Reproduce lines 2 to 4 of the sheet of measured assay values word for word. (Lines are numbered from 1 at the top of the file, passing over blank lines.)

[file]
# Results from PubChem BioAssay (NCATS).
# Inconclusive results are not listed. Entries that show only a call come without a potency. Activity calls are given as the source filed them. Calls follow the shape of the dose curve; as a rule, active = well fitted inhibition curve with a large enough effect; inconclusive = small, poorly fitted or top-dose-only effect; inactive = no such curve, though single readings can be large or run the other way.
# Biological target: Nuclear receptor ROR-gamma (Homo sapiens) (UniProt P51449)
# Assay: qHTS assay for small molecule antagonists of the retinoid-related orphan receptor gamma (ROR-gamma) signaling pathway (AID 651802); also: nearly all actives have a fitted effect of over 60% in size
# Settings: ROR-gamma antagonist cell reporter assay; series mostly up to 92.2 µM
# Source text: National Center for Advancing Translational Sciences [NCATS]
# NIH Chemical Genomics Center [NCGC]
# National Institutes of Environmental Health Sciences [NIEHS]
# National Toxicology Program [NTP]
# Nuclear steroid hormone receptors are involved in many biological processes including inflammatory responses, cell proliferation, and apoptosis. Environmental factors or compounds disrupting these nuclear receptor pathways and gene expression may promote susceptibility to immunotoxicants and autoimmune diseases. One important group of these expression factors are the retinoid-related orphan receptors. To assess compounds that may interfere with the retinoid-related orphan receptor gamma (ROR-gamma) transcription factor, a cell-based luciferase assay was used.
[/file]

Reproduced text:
# Inconclusive results are not listed. Entries that show only a call come without a potency. Activity calls are given as the source filed them. Calls follow the shape of the dose curve; as a rule, active = well fitted inhibition curve with a large enough effect; inconclusive = small, poorly fitted or top-dose-only effect; inactive = no such curve, though single readings can be large or run the other way.
# Biological target: Nuclear receptor ROR-gamma (Homo sapiens) (UniProt P51449)
# Assay: qHTS assay for small molecule antagonists of the retinoid-related orphan receptor gamma (ROR-gamma) signaling pathway (AID 651802); also: nearly all actives have a fitted effect of over 60% in size